With three to jump Richard Johnson was faced with an impossible decision on runner up
CAPTAIN CHRIS (39). His mount had been jumping well down on the inside. But he needs to go right handed these days where he has to be kept to the innermost wing of a fence otherwise he'll dive across it to the right.
Cue Card's jockey Joe Tizzard had done all the donkey work up front and surely wasn't going to allow Captain Chris to slip through on his inside and thereby cede him the wing of the remaining fences. So Johnson steered Captain Chris around to challenge Cue Card in the middle of the third last. The result was predictable but not as extreme as it could have been. Captain Chris dived to his right but didn't lose much ground, so Johnson continued with his efforts to get by Cue Card on his outside.
Unfortunately Cue Card was going so strongly at the second last that Captain Chris was still marooned towards the middle of the track. This prompted a disastrous error at that fence. Captain Chris took off far too soon, landed on top of the fence and then collapsed to his knees followed by his backside. He lost lots of momentum but still kept going well enough to hold off Ghizao and Somersby for second.
If he were mine I'd be ditching the plan to shoot for the Gold Cup with Captain Chris. It would surely be better to save him for the Punchestown Gold Cup where he could run on a right handed track. Asking him to go three miles two and a half furlongs in a big field on a wide open left handed course is surely just asking for trouble. I just don't think he stays that far and would expect his jumping to fall to pieces as he tires.
GHIZAO (39) almost always runs well on his first two starts of the season or with breaks of five weeks plus thereafter as long as the field isnt too big. He did so again this time to take third. And the way he was finishing so well does suggest he'd get three miles.
Fourth placed SOMERSBY (39) was probably running about a furlong further than he truly stays but still ran his usual good race.
FINIANS RAINBOW (31) clearly didn't get home in the soft ground but has won the last four times he's encountered good ground - taking three Grade 1's in the process. However he has now run two clunkers in two tries this season. You have to worry that the problems which prompted his breathing operation are still at work. And even in his best form on fast ground I'd have serious doubts about him lasting the Ryanair distance following this run.
WELL REFRESHED AN EXCEPTIONAL STAYING CHASER
WELL REFRESHED (40) put up one of the best performance by a staying chaser in recent years when running away with the Grand National Trial at Haydock. He ran the last three miles 8.9 seconds faster than the good three mile good hunter chase on the same card and the last two and a half miles 0.6 seconds faster than the highly regarded two and a half mile novice chase winner. That is most impressive for a horse winning a three and a half mile race where the pace was strong right from the start.
Held up at the back, Well Refreshed moved through to lead halfway up the straight and powered away from his rivals on the run in despite trying to take the last home with him. He ploughed through that jump, leaving a great big hole in it but that didn't seem to dent his momentum at all.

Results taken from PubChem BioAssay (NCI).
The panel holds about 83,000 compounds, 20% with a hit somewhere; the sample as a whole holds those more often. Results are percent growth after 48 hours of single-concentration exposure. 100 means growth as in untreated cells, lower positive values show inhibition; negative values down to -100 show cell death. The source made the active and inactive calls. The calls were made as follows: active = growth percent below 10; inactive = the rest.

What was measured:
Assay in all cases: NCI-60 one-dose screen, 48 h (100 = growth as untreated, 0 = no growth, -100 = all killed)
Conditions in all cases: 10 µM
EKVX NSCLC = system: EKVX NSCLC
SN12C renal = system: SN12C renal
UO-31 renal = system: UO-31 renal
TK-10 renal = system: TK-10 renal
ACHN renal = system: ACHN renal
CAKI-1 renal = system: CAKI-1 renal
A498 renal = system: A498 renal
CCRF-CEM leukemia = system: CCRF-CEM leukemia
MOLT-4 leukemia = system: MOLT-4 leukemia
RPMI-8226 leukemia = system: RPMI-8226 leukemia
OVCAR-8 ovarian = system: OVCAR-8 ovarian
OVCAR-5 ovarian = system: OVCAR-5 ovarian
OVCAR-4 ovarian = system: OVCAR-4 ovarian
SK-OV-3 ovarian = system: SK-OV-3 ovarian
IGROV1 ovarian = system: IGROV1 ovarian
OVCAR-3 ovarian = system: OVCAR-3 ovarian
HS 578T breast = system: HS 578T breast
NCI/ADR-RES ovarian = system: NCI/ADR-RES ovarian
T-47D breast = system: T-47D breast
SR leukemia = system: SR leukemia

Well Refreshed is a poor jumper and is somewhat ungainly. But he's won all four of his competed starts over fences and you'd have to be pretty brave to oppose him in a long distance chase. His sheer stamina seems to override the jumping errors he makes. And if he could start jumping properly he could be good enough to win in Grade 1 company.
Runner up RIGADIN DE BEAUCHENE (38) would have won his last three starts but for twice bumping into Well Refreshed and is clearly a smart staying chaser in his own right. He's improved markedly since stepping up to longer trips and is so well handicapped he looks nailed on to take a valuable handicap chase sometime soon.
Welsh National winner MONBEG DUDE (36) hit a flat spot before running on strongly to finish a rather distant third. This does seem to confirm the idea that he's much better going up hill and down dale on steeply undulating tracks like Chepstow and Cheltenham. He's won all four times he's completed the course on such tracks over three miles plus but blanked in his other eight tries. I wouldn't be surprised if he runs on into third, fourth or fifth should he take up his entry in the Gold Cup. Though I imagine his connections will now be concerned that running him in the race would risk ruining his handicap mark for a race he almost certainly isn't good enough to win.
PEDDLERS CROSS A BIG PLAYER IN WORLD HURDLE
Since he's stepped out of the weaker company found in novice hurdles PEDDLERS CROSS (39) has had a hard time holding his form until the Spring Festivals. But you have to admire the way trainer Donald McCain is keeping him fresh this time around. He gave him one run in a Jumpers Bumper in January. Now he's given him little more than an exercise gallop to take a good conditions hurdle at Musselburgh
Peddlers Cross was always cruising along behind his pacemaker and coasted into the lead with three to jump. He had to be ridden briefly as the secnd and third tried to challenge on the run in but he soon had matters in hand again and won absolutely full of running.
One impressive aspect of the win was how well Peddlers Cross jumped. He hit the last slightly when being pressed by the second and third but otherwise jumped neatly. This is unusual for a horse making its first start over hurdles after a spell of steeplechasing and suggests McCain has been doing a fair bit of schooling with Peddlers Cross.